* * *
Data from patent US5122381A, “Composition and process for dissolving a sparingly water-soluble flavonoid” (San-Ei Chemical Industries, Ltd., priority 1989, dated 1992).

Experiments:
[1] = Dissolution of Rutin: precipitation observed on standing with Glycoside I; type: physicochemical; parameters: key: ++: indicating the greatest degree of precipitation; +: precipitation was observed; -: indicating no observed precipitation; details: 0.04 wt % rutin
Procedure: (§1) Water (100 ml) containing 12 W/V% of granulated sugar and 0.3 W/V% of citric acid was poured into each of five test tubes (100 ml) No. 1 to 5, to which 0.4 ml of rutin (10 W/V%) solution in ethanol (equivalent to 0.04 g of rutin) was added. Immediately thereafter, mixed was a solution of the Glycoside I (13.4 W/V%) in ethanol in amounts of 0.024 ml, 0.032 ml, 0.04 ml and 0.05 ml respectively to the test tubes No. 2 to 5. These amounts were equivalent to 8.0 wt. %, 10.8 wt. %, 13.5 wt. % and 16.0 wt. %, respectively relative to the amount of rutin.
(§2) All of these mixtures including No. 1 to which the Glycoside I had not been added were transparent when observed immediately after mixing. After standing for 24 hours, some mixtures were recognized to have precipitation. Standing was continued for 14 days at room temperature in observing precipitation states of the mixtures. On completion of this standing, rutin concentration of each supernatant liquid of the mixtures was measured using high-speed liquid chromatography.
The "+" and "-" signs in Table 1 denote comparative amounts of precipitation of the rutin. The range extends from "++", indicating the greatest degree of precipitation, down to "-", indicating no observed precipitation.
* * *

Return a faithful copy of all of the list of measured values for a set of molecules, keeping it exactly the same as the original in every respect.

Data from patent US5122381A, “Composition and process for dissolving a sparingly water-soluble flavonoid” (San-Ei Chemical Industries, Ltd., priority 1989, dated 1992).

Experiments:
[1] = Dissolution of Rutin: precipitation observed on standing with Glycoside I; type: physicochemical; parameters: key: ++: indicating the greatest degree of precipitation; +: precipitation was observed; -: indicating no observed precipitation; details: 0.04 wt % rutin
Procedure: (§1) Water (100 ml) containing 12 W/V% of granulated sugar and 0.3 W/V% of citric acid was poured into each of five test tubes (100 ml) No. 1 to 5, to which 0.4 ml of rutin (10 W/V%) solution in ethanol (equivalent to 0.04 g of rutin) was added. Immediately thereafter, mixed was a solution of the Glycoside I (13.4 W/V%) in ethanol in amounts of 0.024 ml, 0.032 ml, 0.04 ml and 0.05 ml respectively to the test tubes No. 2 to 5. These amounts were equivalent to 8.0 wt. %, 10.8 wt. %, 13.5 wt. % and 16.0 wt. %, respectively relative to the amount of rutin.
(§2) All of these mixtures including No. 1 to which the Glycoside I had not been added were transparent when observed immediately after mixing. After standing for 24 hours, some mixtures were recognized to have precipitation. Standing was continued for 14 days at room temperature in observing precipitation states of the mixtures. On completion of this standing, rutin concentration of each supernatant liquid of the mixtures was measured using high-speed liquid chromatography.
The "+" and "-" signs in Table 1 denote comparative amounts of precipitation of the rutin. The range extends from "++", indicating the greatest degree of precipitation, down to "-", indicating no observed precipitation.